Cost of Malaria

Costs to individuals and their families include:


  • Purchase of drugs for treating malaria: Malaria treatment can incur expenditures for consultation fees, drugs, and, in some cases, the cost of staying at the facility, for patient and family member. The poorest families across Africa are often unable to pay for treatment thus, disease progression is worse and longer. In 2013, 392 million artemisinin-based combination therapies (ACTs) were procured by the public and private sectors in endemic countries – up from 278 million in 2011, and just 11 million in 2005. If a family lives in a high transmission setting, it is possible that you could have frequent bouts of malaria which would result in a huge economic loss. These direct costs (for example, illness, treatment, premature death) have been estimated to be at least US$ 12 billion per year. The cost of lost economic growth is many times more than that.
  • Expenses for travel to, and treatment at, dispensaries and clinics: In a continent with weak health care systems and facilities that may be far away, transportation costs and expenses for drugs may be particularly difficult.
  • Lost days of work: When people are too sick to work, or their work capacity is reduced by illness, there are economic consequences. It is particularly evident in agrarian societies where families produce less when ill. The effect is worse if coincides with the harvest period. Furthermore, lost work days affects all the different sectors of the economy.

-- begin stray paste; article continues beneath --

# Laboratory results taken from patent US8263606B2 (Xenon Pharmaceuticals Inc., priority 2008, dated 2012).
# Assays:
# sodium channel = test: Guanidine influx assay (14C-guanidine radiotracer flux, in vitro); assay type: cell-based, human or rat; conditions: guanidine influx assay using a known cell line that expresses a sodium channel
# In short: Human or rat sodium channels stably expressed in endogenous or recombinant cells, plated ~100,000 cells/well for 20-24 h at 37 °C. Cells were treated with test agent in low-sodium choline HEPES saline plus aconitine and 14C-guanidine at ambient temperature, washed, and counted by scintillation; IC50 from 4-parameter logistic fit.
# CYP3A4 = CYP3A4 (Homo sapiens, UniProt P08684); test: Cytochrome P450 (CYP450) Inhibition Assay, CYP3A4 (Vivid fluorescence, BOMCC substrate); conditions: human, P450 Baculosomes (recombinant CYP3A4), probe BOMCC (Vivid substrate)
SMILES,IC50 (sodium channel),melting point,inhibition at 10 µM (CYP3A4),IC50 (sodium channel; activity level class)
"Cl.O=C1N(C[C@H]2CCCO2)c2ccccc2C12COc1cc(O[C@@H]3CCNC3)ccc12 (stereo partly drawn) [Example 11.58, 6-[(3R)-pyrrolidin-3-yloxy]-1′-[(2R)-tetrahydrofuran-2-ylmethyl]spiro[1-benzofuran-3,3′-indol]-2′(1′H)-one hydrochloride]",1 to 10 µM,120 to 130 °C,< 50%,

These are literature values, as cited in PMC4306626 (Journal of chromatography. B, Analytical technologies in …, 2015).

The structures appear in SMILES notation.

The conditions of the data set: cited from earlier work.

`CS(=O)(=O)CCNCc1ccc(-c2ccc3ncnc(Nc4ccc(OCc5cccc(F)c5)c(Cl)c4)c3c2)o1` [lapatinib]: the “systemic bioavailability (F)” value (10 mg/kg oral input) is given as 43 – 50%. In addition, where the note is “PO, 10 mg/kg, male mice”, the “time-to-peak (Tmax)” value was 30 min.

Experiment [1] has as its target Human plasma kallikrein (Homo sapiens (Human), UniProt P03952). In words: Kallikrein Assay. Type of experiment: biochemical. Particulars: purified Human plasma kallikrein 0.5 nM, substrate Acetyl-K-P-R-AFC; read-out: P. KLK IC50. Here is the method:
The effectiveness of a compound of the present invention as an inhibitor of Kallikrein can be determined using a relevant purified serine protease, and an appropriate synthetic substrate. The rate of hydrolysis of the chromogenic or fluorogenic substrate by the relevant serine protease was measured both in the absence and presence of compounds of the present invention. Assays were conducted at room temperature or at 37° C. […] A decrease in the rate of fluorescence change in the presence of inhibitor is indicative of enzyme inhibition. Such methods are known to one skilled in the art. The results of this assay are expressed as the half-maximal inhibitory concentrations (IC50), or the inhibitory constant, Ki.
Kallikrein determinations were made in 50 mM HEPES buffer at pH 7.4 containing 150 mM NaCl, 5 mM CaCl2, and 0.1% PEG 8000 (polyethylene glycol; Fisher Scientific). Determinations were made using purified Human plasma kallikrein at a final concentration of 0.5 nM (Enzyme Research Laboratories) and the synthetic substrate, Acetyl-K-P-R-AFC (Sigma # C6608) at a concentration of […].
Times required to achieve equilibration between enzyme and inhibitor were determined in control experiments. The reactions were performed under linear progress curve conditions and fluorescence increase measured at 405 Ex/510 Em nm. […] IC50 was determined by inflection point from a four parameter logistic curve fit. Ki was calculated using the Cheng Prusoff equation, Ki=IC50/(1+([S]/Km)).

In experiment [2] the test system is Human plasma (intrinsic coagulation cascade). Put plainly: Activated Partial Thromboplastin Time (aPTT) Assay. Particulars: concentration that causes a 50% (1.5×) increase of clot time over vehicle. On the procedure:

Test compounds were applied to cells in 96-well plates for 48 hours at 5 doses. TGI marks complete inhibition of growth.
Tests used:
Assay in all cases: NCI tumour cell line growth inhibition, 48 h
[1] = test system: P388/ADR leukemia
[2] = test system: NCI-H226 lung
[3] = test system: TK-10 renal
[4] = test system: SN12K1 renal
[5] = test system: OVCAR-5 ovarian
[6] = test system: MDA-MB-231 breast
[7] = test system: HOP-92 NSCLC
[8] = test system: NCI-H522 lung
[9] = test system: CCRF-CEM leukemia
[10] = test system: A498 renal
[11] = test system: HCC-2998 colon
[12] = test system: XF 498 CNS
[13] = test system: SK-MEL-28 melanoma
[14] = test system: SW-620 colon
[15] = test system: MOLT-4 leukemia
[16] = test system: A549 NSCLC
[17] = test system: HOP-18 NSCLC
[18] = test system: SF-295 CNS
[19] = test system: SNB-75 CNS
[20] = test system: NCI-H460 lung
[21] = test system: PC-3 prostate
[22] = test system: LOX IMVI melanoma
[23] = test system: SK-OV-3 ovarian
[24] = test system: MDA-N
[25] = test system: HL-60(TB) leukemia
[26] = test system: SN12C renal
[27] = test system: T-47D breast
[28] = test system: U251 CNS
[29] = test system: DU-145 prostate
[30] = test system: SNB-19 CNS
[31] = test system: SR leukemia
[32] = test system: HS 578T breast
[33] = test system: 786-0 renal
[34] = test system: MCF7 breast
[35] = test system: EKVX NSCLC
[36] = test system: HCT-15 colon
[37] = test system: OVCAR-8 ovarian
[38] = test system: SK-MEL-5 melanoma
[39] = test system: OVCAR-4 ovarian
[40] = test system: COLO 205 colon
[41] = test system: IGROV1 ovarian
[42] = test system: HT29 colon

• Absence from school: Malaria may impair as much as 60% of the schoolchildren’s learning ability due to missed school days or a consequence of the sequelae of severe malaria, cerebral malaria. Across a population, this means higher failure rates, higher dropout rates, and poorer achievement. The total decrement in human capital development due to malaria is, however, unknown.
  • Costs of managing resultant debility from malaria: Severe malaria illness, usually due to Plasmodium Falciparum is responsible for the most recorded deaths due to malaria. For those who survive, they may have lasting effects on their physical and mental —hence, economic— potential. The physical and cognitive effects are recognized, though poorly quantified.
  • Expenses for preventive measures: Households purchase prevention items such as mosquito coils, sprays and repellents, and bed nets (with or without insecticide treatment) and these extra purchases further impoverish the family leading to less spending power and the loss of uptake of other important aspects of development.